United States District Court, District of Columbia
matter, transferred from the United States District Court for
the Northern District of Texas [Dkt. # 7], is before the
Court on its initial review of plaintiff spro se
complaint [Dkt. # 1] and application to proceed in forma
pauperis ("IFP") [Dkt. # 3]. The IFP statute
requires dismissal of a case "at any time" the
Court determines, as it will here, that the complaint fails
to state a claim upon which relief may be granted, is
frivolous, or seeks monetary relief against an immune
defendant. 28 U.S.C. § 1915(e)(2)(B).
has sued three judges of the United States Court of Appeals
for the Federal Circuit. He has attached to the complaint a
per curiam decision of the Federal Circuit, affirming the
Court of Federal Claims' dismissal of plaintiff s
complaint for want of subject matter jurisdiction. Those
decisions form the basis of this civil action. Plaintiff
alleges, inter alia, that defendants had "no
constitutional purpose in dismissing my lawsuit, knowing that
the criminal conspiracy 'merit' that is contained
within the lawsuit is a 'new' and 'undefined'
criminal conspiracy and constitutionally defined form of
slavery[.]" Compl. at 4. He seeks $3 million in damages,
id. at 8, and equitable relief that includes a
declaration that "the federal tort claims act of 1946 is
unconstitutional, " and an injunction "providing an
inability for judges to dismiss cases through their official
duties[.]" Compl. at 3-4.
enjoy absolute judicial immunity from suits for money damages
for all actions taken in [their] judicial capacity, unless
[the] actions are taken in the complete absence of all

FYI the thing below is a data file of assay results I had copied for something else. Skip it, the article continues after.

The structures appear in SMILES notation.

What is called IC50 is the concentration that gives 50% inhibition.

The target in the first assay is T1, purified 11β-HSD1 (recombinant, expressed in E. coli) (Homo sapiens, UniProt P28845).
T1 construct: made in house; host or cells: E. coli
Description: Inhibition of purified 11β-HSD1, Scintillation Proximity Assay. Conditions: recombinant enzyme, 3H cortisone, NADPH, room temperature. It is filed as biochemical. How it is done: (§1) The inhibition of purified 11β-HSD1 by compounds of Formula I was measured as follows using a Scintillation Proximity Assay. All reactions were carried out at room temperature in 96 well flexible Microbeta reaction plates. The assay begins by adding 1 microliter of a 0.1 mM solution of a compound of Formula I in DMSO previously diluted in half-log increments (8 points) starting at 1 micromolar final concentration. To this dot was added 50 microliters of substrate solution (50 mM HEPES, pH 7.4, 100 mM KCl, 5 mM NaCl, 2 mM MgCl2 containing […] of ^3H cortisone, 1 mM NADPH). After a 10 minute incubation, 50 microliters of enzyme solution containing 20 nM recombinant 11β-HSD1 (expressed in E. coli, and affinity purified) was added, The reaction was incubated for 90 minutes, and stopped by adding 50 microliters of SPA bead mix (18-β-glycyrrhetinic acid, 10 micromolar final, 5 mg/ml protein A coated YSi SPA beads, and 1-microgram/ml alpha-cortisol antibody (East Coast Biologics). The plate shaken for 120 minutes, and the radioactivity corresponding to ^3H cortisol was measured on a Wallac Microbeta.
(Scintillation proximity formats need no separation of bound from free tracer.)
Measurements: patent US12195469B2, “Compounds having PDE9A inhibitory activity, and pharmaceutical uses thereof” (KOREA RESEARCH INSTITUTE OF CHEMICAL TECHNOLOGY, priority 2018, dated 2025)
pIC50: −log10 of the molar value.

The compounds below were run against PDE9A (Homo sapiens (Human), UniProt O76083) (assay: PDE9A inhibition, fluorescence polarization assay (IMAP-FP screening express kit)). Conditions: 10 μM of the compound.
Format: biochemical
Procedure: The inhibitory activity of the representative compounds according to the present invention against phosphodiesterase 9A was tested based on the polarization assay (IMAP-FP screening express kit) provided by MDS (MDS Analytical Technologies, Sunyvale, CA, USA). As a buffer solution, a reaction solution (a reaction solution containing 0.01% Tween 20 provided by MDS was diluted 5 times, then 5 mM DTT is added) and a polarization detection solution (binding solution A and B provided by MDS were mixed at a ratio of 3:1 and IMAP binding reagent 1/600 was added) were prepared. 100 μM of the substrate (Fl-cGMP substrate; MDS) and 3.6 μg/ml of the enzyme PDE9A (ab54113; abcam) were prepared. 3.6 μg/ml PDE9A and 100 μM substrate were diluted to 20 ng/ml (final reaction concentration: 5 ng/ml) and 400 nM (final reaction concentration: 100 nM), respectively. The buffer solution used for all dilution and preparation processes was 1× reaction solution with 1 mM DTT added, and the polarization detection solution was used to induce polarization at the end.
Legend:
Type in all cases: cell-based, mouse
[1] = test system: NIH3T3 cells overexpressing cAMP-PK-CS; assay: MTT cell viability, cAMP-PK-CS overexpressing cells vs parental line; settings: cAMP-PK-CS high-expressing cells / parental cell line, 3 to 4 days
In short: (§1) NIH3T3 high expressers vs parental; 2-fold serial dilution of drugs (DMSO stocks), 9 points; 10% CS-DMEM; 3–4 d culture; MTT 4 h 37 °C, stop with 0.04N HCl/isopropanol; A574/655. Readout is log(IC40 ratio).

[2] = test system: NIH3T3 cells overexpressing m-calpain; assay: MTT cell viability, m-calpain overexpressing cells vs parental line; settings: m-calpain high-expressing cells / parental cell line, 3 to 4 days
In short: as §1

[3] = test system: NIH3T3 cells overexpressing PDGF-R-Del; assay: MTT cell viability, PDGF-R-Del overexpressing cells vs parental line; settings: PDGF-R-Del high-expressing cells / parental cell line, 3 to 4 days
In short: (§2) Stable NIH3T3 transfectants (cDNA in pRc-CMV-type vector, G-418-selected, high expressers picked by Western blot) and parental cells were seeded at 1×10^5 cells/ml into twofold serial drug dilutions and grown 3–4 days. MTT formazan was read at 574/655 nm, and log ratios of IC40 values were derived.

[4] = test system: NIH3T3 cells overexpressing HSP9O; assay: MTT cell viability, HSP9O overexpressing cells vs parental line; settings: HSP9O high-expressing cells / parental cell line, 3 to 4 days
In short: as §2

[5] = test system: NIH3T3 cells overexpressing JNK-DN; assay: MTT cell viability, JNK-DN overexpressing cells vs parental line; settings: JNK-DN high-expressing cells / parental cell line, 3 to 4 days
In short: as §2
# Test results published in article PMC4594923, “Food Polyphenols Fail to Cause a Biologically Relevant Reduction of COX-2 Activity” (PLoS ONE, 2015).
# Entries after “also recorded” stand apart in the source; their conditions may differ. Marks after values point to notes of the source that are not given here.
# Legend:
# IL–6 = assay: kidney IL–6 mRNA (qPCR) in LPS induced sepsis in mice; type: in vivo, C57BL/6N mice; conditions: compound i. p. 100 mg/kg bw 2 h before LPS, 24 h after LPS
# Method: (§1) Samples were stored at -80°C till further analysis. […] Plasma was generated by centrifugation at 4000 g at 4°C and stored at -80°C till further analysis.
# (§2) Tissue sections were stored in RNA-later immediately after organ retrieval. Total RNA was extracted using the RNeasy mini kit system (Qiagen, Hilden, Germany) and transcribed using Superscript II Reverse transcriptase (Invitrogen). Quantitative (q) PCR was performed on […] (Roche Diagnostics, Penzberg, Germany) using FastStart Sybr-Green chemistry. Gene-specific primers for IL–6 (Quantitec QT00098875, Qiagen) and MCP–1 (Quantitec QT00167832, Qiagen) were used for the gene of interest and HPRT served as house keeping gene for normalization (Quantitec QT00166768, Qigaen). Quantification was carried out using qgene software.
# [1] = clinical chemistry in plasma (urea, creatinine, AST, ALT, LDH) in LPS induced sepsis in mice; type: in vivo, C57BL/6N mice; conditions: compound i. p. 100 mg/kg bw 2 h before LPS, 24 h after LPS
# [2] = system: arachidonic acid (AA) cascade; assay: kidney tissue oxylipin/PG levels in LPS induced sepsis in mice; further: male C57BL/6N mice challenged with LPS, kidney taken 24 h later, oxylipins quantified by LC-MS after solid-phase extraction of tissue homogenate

jurisdiction." Sindram v. Suda, 986 F.2d 1459,
1460 (D.C. Cir. 1993) (per curiam) (citation omitted). Such
"immunity is an immunity from suit, not just from
ultimate assessment of damages." Mireles v.
Waco, 502 U.S. 9, 11 (1991). It is without question that
the challenged actions fall squarely within defendants'
judicial functions and jurisdiction. As a result, defendants
enjoy absolute immunity from the damages claim.
may be dismissed as frivolous when it lacks "an arguable
basis either in law or in fact." Neitzke v.
Williams, 490 U.S. 319, 325 (1989). Plaintiffs claim for
injunctive relief, see supra, satisfies this
standard. District courts generally lack authority to review
the decisions of other courts, "cannot exercise
appellate mandamus over other courts, " United
States v. Choi, 818 F.Supp.2d 79, 85 (D.D.C. 2011), and
certainly cannot "order the judges or officers of a
higher court to take an action" or refrain from taking
an action, Panko v. Kodak, 606 F.2d 168, 171 n.6
(7th Cir. 1979), cert, denied, 444 U.S. 1081 (1980).
Furthermore, "by filing a complaint in this Court
against federal judges who have done nothing more than their
duty .: ., [plaintiff] has instituted a meritless [and
frivolous] action." Fleming v. United States,
847 F.Supp. 170, 172 (D.D.C. 1994), cert, denied 513
Failure to State a Claim for Declaratory Relief
Court is authorized to grant declaratory relief "in a
case of actual controversy within its jurisdiction[.]"
28 U.S.C. § 2201(a). That criteria is not met in this
case. Plaintiff challenges the constitutionality of the FTC
A. But he has not alleged that he pursued, let alone
exhausted, a claim under the FTCA by first presenting the
claim "to the appropriate Federal agency" and
obtaining a final written denial, or allowing six months to
elapse without a final disposition. 28 U.S.C. § 2675(a).
It is established in this circuit that this Court
"lack[s] subject matter jurisdiction, or . . . the
functional equivalent of it" over an unexhausted FTCA
claim. Simpkins v. District of Columbia Gov't,
108 F.3d 366, 371 (D.C. Cir. 2007); see AM v.
Rumsfeld, 649 F.3d 762, 775 (D.C. Cir. 2011) (finding an
FTCA claim not previously presented to the appropriate agency
barred on "jurisdictional" grounds) (citation and
internal quotation marks omitted)); Abdurrahman v.
Engstrom, 168 Fed.Appx. 445, 445 (D.C. Cir. 2005) (per
curiam) (affirming district court's dismissal of
unexhausted FTCA claim "for lack of subject matter
jurisdiction"). And in the absence of "a cognizable
cause of action, " a plaintiff has "no basis upon
which to seek declaratory relief." Ali, 649
F.3d at 778.
foregoing reasons, this case will be dismissed. A separate